A group of experts from Australia developed the National Autism Diagnosis Guidelines recently. Shortly after, it was released for consultation. These guidelines for Autistic Spectrum Disorders (ASD) are expected to greatly benefit young patients, especially girls who have conditions that fall within the spectrum.
The draft ASD diagnostic criteria were developed in cooperation with the Autism Cooperative Research Centre and the National Disability Insurance Agency. According to Professor Andrew Whitehouse, one of the individuals behind the new guidelines, mentioned that the Autism Spectrum Disorder checklist they had developed, would add much-needed consistency to Autism diagnoses throughout Australia.
Despite the existence of the DSM 5 Autism criteria checklist, the problem of delayed diagnosis has continued to persist in Australia. Varying interpretations and established practices by the different states have led to this continued problem. This is why the new guidelines were built upon the earlier frameworks contained in the DSM manual with a re-evaluation of the current evidence base as well as a comprehensive series of community consultations.
Prior to the development of the criteria, each state had their own way of diagnosing Autism. Whitehouse expects that with the rollout of the new ASD diagnostic criteria, states will initially resist implementation as each state has been doing things differently for the longest time. But in the long run, a uniform set of guidelines will provide a great deal of benefit for the local population who are within the spectrum.
Aiding Earlier Diagnosis in Women
Bernadette Beasley and Katrina Trist, Autism educators, and both with children on the Autism spectrum are optimistic with the new guidelines.
The two mention that Autism in girls is harder to detect as they are better able to mask their symptoms. Despite the implementation of a toddler Autism test, girls will tend to show a different profile relative to that shown by boys. The difference can lead to erroneous diagnoses and by extension, delayed delivery of proper treatment.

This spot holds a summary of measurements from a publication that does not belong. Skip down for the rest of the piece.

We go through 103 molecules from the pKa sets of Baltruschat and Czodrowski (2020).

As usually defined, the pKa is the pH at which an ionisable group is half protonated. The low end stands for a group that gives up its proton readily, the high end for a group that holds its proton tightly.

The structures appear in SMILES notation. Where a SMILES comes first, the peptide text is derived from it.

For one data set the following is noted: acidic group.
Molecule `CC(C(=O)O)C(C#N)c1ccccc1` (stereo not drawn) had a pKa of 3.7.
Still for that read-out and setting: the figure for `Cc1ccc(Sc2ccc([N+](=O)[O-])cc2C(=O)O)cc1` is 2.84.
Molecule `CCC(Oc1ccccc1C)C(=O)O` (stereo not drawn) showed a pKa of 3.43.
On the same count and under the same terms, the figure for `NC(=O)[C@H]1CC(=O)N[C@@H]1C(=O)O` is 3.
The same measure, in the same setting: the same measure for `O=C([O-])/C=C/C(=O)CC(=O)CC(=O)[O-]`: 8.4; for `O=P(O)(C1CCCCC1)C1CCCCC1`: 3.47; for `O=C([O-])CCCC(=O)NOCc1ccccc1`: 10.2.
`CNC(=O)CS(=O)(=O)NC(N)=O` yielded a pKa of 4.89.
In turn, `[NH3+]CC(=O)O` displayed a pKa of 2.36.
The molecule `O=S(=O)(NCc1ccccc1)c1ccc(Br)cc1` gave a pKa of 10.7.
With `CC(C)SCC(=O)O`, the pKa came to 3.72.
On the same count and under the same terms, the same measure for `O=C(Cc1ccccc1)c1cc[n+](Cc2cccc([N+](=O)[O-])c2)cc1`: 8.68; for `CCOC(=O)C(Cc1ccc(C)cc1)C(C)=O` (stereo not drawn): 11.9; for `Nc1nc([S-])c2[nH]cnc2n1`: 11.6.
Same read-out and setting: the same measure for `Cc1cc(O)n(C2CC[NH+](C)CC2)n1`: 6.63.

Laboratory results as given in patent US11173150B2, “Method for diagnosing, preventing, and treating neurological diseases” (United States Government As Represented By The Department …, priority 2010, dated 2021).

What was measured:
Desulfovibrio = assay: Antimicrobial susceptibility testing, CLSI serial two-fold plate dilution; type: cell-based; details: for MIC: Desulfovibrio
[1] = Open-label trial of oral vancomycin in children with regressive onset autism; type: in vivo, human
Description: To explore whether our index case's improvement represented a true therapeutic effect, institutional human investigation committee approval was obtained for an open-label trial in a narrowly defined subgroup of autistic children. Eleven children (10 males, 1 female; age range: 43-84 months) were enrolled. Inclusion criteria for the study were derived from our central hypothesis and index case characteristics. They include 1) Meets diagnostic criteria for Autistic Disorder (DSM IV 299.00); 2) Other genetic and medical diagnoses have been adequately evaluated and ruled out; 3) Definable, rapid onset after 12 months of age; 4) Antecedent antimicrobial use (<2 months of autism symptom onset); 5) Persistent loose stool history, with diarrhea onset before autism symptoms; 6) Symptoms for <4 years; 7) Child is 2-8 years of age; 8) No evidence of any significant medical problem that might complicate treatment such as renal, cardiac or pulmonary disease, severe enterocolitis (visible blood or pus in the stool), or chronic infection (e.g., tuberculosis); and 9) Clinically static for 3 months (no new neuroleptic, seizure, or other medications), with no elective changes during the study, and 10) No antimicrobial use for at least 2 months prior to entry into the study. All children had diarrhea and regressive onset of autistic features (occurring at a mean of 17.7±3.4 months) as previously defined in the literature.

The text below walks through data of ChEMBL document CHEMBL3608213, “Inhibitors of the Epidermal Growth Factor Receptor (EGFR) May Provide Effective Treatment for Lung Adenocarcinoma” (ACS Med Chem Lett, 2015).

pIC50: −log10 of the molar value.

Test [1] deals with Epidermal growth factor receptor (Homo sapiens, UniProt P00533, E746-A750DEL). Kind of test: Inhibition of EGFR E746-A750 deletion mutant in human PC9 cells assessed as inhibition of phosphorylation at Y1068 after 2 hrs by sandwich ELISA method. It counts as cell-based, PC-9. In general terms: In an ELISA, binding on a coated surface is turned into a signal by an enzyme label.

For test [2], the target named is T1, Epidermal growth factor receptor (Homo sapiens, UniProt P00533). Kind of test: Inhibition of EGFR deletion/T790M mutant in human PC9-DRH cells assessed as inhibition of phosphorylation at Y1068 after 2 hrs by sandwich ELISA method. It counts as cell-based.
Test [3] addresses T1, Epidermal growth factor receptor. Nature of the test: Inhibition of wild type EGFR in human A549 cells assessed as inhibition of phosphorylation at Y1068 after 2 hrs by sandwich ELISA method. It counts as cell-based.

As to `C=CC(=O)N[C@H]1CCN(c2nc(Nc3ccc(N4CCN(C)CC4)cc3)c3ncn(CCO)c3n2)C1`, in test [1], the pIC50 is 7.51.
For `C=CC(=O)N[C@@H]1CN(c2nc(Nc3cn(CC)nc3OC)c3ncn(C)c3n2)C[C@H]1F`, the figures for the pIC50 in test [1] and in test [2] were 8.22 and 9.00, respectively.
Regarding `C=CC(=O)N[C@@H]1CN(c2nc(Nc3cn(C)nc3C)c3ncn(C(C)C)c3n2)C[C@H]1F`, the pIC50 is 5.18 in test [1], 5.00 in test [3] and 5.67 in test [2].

According to Beasley, girls tend to hide and mask their behaviour in school. Because of this, even trained staff are not able to immediately identify the symptoms. Girls that they work with are already at the age of 10-11 and a number of these girls are already dealing with depression, anxiety and self-harm. The implementation of guidelines would do them a lot of good.
The implementation of the new guidelines would be a tremendous benefit to those with Autism especially the girls. It allows these children access to proper treatment at an earlier age. In addition, an earlier diagnosis will relieve families of a portion of a burden as they will be able to adapt sooner.
Beasley says that children come home and experience an overload of anxiety and sensory input. Parents, however, at times are able to correctly identify that their children are on the spectrum but also that nobody is listening to the children. Parents of these children are also often unfairly judged. The unpleasant behaviour exhibited by their children are quickly assumed to be due to poor parenting. At present, the guidelines are still undergoing review and are undergoing refinement through consultations with medical practitioners and stakeholders within Australia.
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H/T: ABC News